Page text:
For those not in the know, the subtitle “Montage Of Heck” comes from a mixtape that Kurt made way back when from numerous samples of old vinyl and bits he added himself. What resulted from all that experimentation was a deranged ocean of noise, a collage of pure psychedelia that seemed to have no real form to it but nonetheless served as a creative and personal insight into the man himself. Judging by the composition of this film, and the fact that clippings from that mixtape can be heard throughout, I can only assume that director/co-editor Brett Morgen wanted to do the same thing here.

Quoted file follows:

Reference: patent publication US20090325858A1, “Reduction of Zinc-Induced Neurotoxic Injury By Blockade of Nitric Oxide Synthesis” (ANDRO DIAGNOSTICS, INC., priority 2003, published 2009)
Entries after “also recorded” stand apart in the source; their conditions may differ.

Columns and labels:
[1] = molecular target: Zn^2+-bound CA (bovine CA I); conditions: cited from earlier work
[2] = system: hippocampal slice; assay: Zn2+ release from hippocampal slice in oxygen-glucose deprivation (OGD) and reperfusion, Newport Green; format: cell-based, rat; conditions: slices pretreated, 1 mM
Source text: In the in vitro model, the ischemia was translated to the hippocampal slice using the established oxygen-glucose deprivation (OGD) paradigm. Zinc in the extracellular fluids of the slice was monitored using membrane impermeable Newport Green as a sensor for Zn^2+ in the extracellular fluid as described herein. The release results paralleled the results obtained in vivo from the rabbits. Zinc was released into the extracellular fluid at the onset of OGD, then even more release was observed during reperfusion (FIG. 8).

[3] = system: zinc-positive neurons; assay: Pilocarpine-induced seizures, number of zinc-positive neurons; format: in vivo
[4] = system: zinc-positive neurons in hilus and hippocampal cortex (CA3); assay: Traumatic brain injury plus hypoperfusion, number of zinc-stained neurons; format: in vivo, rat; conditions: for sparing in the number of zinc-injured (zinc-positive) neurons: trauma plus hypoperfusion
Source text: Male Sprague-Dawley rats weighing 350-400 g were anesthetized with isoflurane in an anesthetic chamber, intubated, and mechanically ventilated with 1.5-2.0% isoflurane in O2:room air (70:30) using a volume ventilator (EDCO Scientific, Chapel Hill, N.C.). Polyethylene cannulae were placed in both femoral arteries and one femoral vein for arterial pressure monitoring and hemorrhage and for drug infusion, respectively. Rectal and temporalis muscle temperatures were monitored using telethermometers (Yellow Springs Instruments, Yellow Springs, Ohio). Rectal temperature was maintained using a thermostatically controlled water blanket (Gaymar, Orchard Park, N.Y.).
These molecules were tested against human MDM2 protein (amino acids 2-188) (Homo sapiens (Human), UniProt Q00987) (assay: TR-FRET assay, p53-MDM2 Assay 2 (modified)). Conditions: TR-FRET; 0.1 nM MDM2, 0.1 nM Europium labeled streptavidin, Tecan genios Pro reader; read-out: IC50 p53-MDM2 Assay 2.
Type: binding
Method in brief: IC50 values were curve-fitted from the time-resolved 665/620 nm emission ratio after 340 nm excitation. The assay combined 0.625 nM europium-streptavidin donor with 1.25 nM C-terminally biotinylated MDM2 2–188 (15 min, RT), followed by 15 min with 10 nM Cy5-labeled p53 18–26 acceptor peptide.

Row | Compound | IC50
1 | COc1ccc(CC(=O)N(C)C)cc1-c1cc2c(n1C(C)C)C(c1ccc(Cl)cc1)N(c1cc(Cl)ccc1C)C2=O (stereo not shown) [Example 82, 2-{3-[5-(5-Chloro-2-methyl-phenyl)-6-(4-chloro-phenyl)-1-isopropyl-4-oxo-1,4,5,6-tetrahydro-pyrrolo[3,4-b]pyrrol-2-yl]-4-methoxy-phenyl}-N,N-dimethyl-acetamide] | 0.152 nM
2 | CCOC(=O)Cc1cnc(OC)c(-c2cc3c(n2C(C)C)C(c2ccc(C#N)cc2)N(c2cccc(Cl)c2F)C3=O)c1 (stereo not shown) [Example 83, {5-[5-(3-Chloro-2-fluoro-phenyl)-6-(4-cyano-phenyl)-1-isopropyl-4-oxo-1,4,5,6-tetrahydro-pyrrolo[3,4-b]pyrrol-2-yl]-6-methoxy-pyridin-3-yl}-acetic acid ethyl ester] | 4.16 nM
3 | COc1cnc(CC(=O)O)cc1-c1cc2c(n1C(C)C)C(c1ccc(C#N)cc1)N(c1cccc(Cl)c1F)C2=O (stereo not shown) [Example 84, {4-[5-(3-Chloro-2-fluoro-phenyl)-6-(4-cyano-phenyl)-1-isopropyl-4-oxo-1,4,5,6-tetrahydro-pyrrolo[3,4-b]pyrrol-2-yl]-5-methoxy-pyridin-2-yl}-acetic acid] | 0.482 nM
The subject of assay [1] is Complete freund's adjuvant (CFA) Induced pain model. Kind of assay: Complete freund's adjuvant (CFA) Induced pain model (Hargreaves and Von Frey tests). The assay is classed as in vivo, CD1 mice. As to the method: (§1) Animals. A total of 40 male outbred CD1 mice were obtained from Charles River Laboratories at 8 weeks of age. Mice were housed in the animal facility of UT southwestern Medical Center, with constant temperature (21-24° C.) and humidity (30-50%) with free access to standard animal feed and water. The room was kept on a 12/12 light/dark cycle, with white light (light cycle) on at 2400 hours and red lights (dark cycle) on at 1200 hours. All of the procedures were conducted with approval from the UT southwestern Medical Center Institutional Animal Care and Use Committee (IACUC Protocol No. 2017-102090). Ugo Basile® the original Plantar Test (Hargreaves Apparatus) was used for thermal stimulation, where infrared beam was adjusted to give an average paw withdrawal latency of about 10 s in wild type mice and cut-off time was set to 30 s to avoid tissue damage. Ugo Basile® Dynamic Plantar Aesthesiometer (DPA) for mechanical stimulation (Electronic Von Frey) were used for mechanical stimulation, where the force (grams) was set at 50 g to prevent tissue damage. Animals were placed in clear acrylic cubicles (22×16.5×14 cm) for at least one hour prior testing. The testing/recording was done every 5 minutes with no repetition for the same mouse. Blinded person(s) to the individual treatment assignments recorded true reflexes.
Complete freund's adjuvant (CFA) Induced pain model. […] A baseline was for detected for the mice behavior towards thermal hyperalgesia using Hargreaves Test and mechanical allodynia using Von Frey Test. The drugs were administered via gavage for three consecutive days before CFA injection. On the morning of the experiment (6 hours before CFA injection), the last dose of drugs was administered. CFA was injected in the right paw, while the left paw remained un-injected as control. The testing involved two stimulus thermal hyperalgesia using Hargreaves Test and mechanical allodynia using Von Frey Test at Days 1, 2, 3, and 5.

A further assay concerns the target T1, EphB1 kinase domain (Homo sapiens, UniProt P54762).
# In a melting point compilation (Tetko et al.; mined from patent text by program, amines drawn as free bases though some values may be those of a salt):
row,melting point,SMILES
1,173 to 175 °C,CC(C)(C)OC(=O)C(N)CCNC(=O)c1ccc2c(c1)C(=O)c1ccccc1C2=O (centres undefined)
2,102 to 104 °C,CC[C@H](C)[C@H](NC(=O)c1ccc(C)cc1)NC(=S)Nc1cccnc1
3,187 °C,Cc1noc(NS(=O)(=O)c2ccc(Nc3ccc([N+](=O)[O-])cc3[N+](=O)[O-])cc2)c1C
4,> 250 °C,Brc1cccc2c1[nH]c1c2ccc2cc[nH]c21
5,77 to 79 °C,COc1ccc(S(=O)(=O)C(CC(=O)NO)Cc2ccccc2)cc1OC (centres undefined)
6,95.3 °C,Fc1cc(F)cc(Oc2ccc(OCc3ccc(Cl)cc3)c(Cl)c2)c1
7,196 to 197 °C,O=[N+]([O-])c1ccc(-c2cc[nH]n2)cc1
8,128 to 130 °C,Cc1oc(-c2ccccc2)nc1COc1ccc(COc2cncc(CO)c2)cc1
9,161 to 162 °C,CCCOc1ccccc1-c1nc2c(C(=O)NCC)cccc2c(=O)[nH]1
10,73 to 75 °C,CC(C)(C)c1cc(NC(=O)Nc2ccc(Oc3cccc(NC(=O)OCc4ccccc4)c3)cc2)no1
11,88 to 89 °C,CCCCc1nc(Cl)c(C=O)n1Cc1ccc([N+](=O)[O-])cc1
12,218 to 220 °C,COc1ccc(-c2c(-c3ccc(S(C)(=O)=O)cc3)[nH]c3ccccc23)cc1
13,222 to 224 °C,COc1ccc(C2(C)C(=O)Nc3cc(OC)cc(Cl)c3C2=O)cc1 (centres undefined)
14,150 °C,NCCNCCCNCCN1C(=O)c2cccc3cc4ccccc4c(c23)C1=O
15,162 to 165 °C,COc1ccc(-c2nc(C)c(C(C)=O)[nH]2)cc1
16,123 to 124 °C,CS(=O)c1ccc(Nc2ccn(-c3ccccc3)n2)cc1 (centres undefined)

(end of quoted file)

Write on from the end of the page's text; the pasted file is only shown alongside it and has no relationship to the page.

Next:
There are a lot of elements that make up the film: Rotoscoped sequences to accompany audio recordings from Kurt, excerpts from his writings, montages of his performances and home videos and animations comprised of his drawings; this is all coupled with the more traditional documentary additions like interviews with people who were close to him. As all these aspects intersect and contrast each other, it induces a mental state of almost anarchic bliss in how much chaos can be on the screen at once, and yet the way it is all arranged fits together perfectly. It’s like taking a jigsaw puzzle and forcing pieces together that aren’t meant to fit; sure, it’s not the ‘right’ way of doing it, but then when you get a better look at the overall picture, it actually looks pretty damn good as is.